The NoNonsense team pride themselves on their arch building abilities. For Parklife festival, they were asked to come up with a new structure and came back with a 3 arch concept made mainly from existing equipment including large roof trusses from their Atlas roof.
Director Liz Madden says: “It was a challenging project, from the initial design through the fabrication and build process, we worked closely with the festival team to ensure they were happy with the project every step of the way and they were not disappointed. The three arches, with the largest two spanning 50m, created an imposing structure at the top of the hill above The Temple Stage. Each arch had a weight capacity of 30 tonnes and bespoke black roof sheets covered the 7m high DJ stage from which a number of world class DJs entertained the masses throughout the festival. The production on the structure this year looks incredible and we can’t wait to see the finished product.”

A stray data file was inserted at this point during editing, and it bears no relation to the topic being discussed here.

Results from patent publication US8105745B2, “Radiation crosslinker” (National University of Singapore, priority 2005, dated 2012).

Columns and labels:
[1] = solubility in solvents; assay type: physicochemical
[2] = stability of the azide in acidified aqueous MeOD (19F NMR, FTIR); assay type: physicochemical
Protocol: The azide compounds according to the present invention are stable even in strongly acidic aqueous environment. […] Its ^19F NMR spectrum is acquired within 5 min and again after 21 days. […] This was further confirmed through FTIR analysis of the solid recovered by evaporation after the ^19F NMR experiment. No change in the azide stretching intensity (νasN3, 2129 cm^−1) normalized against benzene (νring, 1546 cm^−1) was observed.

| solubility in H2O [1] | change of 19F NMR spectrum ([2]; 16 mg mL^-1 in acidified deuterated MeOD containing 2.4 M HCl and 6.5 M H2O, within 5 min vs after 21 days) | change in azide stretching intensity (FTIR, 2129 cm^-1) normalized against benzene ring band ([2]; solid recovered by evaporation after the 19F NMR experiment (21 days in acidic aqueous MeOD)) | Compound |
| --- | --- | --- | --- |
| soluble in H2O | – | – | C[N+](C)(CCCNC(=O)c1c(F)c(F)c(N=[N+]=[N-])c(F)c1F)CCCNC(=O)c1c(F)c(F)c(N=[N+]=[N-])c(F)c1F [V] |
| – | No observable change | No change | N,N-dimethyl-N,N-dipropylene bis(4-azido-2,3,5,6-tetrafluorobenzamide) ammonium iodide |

The group also provided the stage for Status Quo in Llanelli which involved a number of challenges due to the date landing on the start of the season and their pitch already being laid. Liz reveals, “We were also working to a compressed build schedule of 24 hours to get the trackway laid and the stage built before production load in. During this time there were a number of trackway moves to keep the time the pitch was covered to a minimum. We changed the way in which we built the stage again to minimise damage to the pitch. Specific engineering was done to establish the minimum pad size that could be used beneath the structure – a combination of 4 different sizes was used. The PA was also hung from scaffold towers to keep pitch coverage to a minimum. The end result was that the show was a huge success and future events are being planned.”
Due to the vast amount of building work, the front of stage edge production and Construction Design and Management compliance have moved to the forefront of on site requirements. According to Serious Structures, some clients ask for their stages to be designed in such a way that they don’t “look” like a normal stage.